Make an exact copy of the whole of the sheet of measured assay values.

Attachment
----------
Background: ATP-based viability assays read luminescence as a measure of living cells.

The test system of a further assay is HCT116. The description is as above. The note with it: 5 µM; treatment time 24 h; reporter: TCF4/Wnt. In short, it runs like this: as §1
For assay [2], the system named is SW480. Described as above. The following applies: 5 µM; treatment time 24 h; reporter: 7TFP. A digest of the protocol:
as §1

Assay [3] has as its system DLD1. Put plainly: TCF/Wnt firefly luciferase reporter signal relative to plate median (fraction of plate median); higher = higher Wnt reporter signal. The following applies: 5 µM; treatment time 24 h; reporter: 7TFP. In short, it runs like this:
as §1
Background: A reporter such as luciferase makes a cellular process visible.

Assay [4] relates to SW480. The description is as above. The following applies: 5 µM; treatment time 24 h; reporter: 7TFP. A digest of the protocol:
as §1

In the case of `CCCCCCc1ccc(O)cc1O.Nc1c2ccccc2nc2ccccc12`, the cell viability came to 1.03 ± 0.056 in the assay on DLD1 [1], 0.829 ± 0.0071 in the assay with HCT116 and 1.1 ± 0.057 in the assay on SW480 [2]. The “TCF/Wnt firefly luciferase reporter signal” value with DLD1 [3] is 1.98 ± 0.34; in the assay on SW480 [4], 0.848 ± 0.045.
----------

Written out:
Background: ATP-based viability assays read luminescence as a measure of living cells.

The test system of a further assay is HCT116. The description is as above. The note with it: 5 µM; treatment time 24 h; reporter: TCF4/Wnt. In short, it runs like this: as §1
For assay [2], the system named is SW480. Described as above. The following applies: 5 µM; treatment time 24 h; reporter: 7TFP. A digest of the protocol:
as §1

Assay [3] has as its system DLD1. Put plainly: TCF/Wnt firefly luciferase reporter signal relative to plate median (fraction of plate median); higher = higher Wnt reporter signal. The following applies: 5 µM; treatment time 24 h; reporter: 7TFP. In short, it runs like this:
as §1
Background: A reporter such as luciferase makes a cellular process visible.

Assay [4] relates to SW480. The description is as above. The following applies: 5 µM; treatment time 24 h; reporter: 7TFP. A digest of the protocol:
as §1

In the case of `CCCCCCc1ccc(O)cc1O.Nc1c2ccccc2nc2ccccc12`, the cell viability came to 1.03 ± 0.056 in the assay on DLD1 [1], 0.829 ± 0.0071 in the assay with HCT116 and 1.1 ± 0.057 in the assay on SW480 [2]. The “TCF/Wnt firefly luciferase reporter signal” value with DLD1 [3] is 1.98 ± 0.34; in the assay on SW480 [4], 0.848 ± 0.045.